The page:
Reader Believes Representative Wells is Misinformed on CRT

By Harvey Pine, Ph.D

I am writing in response to the View from Concord, October 2021 from both State Representatives Louise Andrus and Natalie Wells. While I appreciate the unifying tone they strike and couldn’t agree more concerning the sentiments for our veterans and those currently serving our country, I disagree with the dog whistles they employ to spread misinformation. They uncritically adopt the messages from the right concerning controversial books and Critical Race Theory (CRT).

I do not have strong feelings concerning the books mentioned in Andrus’ opinion piece. My concern lies in the move to strike these books as a response to what has happened in Texas or Virginia, rather than a truly local concern. 

The topics covered in these books are relevant and provide insight into realities too often shoved out of sight.  As parents we have opportunities to know what our children are reading and are able to intervene without banning the content for others.  It only involves spending time with our children, developing trust, and being able to discuss topics that are controversial and perhaps taboo.
Regarding Critical Race Theory, I get a sense that Wells is misinformed on the topic, resulting in misleading her constituents.  CRT has nothing to do with making our children feel guilty or aimed to stoke hate.  It investigates the social, not biological, construct of race and the power dynamics that develop around racial identity.  

In the United States it is undeniable that this has benefited, both intentionally and unintentionally, white people over those of other races.  Without recognizing this, we really cannot address institutional reforms that need to happen if we want equitable communities.  CRT is critical of the liberal approach used to address these challenges to society.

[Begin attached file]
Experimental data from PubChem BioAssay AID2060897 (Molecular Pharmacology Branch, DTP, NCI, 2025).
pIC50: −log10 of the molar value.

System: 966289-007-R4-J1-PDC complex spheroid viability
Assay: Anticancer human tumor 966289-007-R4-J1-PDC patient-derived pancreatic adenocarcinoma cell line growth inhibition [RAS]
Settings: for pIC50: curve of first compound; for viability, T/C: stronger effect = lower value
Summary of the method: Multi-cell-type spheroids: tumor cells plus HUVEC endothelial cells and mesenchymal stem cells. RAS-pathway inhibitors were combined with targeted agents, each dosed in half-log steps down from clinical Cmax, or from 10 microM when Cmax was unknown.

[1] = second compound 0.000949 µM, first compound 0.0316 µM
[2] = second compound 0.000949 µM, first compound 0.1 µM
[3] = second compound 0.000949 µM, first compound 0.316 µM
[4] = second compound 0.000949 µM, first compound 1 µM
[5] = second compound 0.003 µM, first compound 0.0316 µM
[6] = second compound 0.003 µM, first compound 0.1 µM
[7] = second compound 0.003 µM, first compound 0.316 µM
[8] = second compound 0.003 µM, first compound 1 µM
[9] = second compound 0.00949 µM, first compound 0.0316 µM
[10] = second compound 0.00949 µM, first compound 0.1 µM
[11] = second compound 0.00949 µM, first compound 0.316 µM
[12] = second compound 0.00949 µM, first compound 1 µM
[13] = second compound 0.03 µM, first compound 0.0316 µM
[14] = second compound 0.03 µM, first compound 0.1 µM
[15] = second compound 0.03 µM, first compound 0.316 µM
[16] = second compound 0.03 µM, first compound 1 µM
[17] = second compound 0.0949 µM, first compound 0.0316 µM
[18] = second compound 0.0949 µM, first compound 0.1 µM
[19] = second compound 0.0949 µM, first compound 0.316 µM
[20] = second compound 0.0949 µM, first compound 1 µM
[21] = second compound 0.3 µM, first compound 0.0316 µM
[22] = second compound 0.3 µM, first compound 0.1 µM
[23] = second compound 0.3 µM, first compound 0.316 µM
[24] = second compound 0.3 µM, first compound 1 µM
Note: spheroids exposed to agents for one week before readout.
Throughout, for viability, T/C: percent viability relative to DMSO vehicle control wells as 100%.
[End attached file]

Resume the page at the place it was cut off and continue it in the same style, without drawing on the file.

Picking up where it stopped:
The most important point about CRT is that it is not being taught in our elementary and middle schools.  In fact, it is taught at very few higher learning institutions.  Frankly, this is another conservative bogeyman used to scare, as fear has been a tremendous tool to exploit in the pursuit of power.

Now, I can understand that some may point that I may be displaying my hypocrisy when I end this letter stating that masking children in our school should not be up to parent choice.  You might say, “You trust parents to intervene and make decisions about controversial books, but not to make decisions regarding masks?”  

I would say that I do not fear ideas or points-of-view that may offend my values and beliefs.  We have the capacity to be critical, engage in discussion, and express disagreement about any topic.  

Viruses are different; we cannot reason with an infection and discuss its impact to individuals and our community.  We can put controversial ideas that come into our lives into context with our beliefs; we cannot do so with COVID-19. 

When it comes to ideas, I put individual freedoms first. With infections, community comes first.  Let’s protect each other.